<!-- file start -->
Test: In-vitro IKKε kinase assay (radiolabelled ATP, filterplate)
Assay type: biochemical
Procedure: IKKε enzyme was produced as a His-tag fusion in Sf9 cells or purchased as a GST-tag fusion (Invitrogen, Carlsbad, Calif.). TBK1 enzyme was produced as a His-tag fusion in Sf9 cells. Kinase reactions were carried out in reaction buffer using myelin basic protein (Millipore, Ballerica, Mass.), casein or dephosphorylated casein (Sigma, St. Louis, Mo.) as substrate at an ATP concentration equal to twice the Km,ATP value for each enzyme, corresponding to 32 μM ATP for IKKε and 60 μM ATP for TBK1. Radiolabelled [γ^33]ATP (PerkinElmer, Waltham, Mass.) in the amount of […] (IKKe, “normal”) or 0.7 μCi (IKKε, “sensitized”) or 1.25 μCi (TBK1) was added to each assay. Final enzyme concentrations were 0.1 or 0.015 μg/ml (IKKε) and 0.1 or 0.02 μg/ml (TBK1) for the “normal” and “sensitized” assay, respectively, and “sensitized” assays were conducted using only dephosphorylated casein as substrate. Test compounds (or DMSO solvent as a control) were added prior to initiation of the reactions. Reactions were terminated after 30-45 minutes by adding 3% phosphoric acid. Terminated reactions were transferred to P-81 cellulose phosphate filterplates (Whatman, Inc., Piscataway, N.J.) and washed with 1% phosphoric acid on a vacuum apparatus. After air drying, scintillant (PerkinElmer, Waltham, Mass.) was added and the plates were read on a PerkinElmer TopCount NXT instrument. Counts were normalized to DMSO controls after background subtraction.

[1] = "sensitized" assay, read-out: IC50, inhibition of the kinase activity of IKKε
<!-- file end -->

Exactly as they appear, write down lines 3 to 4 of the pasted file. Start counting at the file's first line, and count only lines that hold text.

Procedure: IKKε enzyme was produced as a His-tag fusion in Sf9 cells or purchased as a GST-tag fusion (Invitrogen, Carlsbad, Calif.). TBK1 enzyme was produced as a His-tag fusion in Sf9 cells. Kinase reactions were carried out in reaction buffer using myelin basic protein (Millipore, Ballerica, Mass.), casein or dephosphorylated casein (Sigma, St. Louis, Mo.) as substrate at an ATP concentration equal to twice the Km,ATP value for each enzyme, corresponding to 32 μM ATP for IKKε and 60 μM ATP for TBK1. Radiolabelled [γ^33]ATP (PerkinElmer, Waltham, Mass.) in the amount of […] (IKKe, “normal”) or 0.7 μCi (IKKε, “sensitized”) or 1.25 μCi (TBK1) was added to each assay. Final enzyme concentrations were 0.1 or 0.015 μg/ml (IKKε) and 0.1 or 0.02 μg/ml (TBK1) for the “normal” and “sensitized” assay, respectively, and “sensitized” assays were conducted using only dephosphorylated casein as substrate. Test compounds (or DMSO solvent as a control) were added prior to initiation of the reactions. Reactions were terminated after 30-45 minutes by adding 3% phosphoric acid. Terminated reactions were transferred to P-81 cellulose phosphate filterplates (Whatman, Inc., Piscataway, N.J.) and washed with 1% phosphoric acid on a vacuum apparatus. After air drying, scintillant (PerkinElmer, Waltham, Mass.) was added and the plates were read on a PerkinElmer TopCount NXT instrument. Counts were normalized to DMSO controls after background subtraction.

[1] = "sensitized" assay, read-out: IC50, inhibition of the kinase activity of IKKε